The first day I tried to walk on the crutches, I fell down. Not only fell down, though-- fell down a flight of stairs, in front of a teeming mass of people during rush hour. The floor was slick with some kind of liquid, and I could find no traction. The rubber ends of the crutches skidded uselessly across the wet tile and I tumbled down the stairs. The subway was crowded, but no one looked my way; I was invisible and hidden to the general public, and no one wanted to watch or help.
It was the first time I fell down on the crutches, but it certainly was not the last. I had dislocated my patella and torn the tendon meant to lash the patella in place, so instead of floating above my knee as a patella is meant to do, it took a vacation around the side of my leg, causing immense pain and a tearing sensation. I’m an active person by nature, but when I felt the pain, I knew I had done some damage to my knee. That was the scariest part of the injury-- understanding that I was hurt, but not understanding how badly or how intense the recovery period would be.
As it turns out, recovery in a major metropolitan city is difficult. Getting anywhere on public transport requires stairs and walking, something that is difficult when the entire leg is encased in a brace, from hip to ankle. The brace seemed to be specially designed to thwart my every attempt at normalcy; I could bend my knee twenty-seven degrees in the brace, which is just enough to be able to trip going down the stairs. At first, I was walking on the brace without crutches, at the instruction of my doctor, but after the third time I fell down the stairs (and fractured a wrist) I was ordered to take the crutches and use them for the duration of my time in the brace.
As I sat in a heap at the bottom of the stairs after slipping and falling on the crutches, I felt defeated. There was no other word for it; although my time on the crutches and in the brace was limited, I knew that the wait would be difficult and long. I am, to this day, a very active person; without any ability to move around and exercise, I quickly began to devolve into depression and sadness.
After four weeks in the brace, I went back to the doctor.
“You look sad,” he said to me, and I told him I was.
“I’m an athlete,” I explained, “and with the brace it’s hard to go out and see anyone, because I can’t use the public transportation very easily.”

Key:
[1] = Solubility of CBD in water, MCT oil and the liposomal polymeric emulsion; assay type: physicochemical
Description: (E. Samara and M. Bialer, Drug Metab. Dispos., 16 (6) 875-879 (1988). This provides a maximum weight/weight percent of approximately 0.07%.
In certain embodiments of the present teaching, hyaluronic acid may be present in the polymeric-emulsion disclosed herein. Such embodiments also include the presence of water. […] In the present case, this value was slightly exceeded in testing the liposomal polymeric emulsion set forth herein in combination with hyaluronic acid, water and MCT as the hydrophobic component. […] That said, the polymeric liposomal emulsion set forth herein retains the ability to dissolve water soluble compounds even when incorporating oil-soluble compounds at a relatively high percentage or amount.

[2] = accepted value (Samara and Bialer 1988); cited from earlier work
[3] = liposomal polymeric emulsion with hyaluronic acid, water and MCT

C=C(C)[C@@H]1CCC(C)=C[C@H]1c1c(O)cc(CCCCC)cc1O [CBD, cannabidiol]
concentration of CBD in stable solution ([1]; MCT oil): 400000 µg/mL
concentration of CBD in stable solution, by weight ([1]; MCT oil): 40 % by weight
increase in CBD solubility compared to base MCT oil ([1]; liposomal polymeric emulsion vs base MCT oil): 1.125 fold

The doctor recommended that I swim. Not real swimming, because the ligaments in my knee weren’t quite healed, but swimming with a “pull buoy,” which allowed me to float without kicking. I swam and swam and swam-- every day, I was at the pool in the morning and in the evening. Swimming became an obsession, but I still couldn’t really swim properly. I was restricted to swimming with only my arms, but that was enough. I leaned down, and my upper body became strong and solid. My hours sitting and healing were no longer painful and miserable, because I could feel physical exhaustion in my body.
Six weeks after I was put into the brace, the doctor allowed me to stop using the crutches. I was down to one crutch anyway-- it’s nearly impossible to use two with a fractured wrist-- but I was ecstatic. My knee was healing well, the doctor told me, and it was unlikely that I would need surgery. Hearing that news was some of the most relieving and happiest news that I had ever received. Having surgery terrified me, especially when the surgery concerns something as delicate as a knee. I’ve known many athletes who have knee surgery and never recover properly from the procedure. Having my patella and patellar tendons and ligaments fail to heal properly was one of the biggest fears I faced when I injured my knee. Hearing that I was not going to have to go under the knife to repair the damage done to my knee was relief beyond anything I had felt before.
Slowly, my doctor gave me permission to walk, then to run; once I could run, I realized that all my swimming had not been in vain. My lung capacity was far greater than the capacity of my legs, but I knew that with time, my leg strength would increase and I would be able to run distances that I had not before. It was in that moment when I realized that I had the capacity for triathlons. I bought a bike and began working towards my first sprint-distance triathlon; the experience was exhilarating and exhausting.
Without the injury to my knee, I never would have had the drive to try something bigger than my previous experiences. The difficult situation forced me into a corner; I had the choice of curling up into a ball and feeling sorry for myself, or overcoming the pain and the difficulty of the injury. I chose the latter.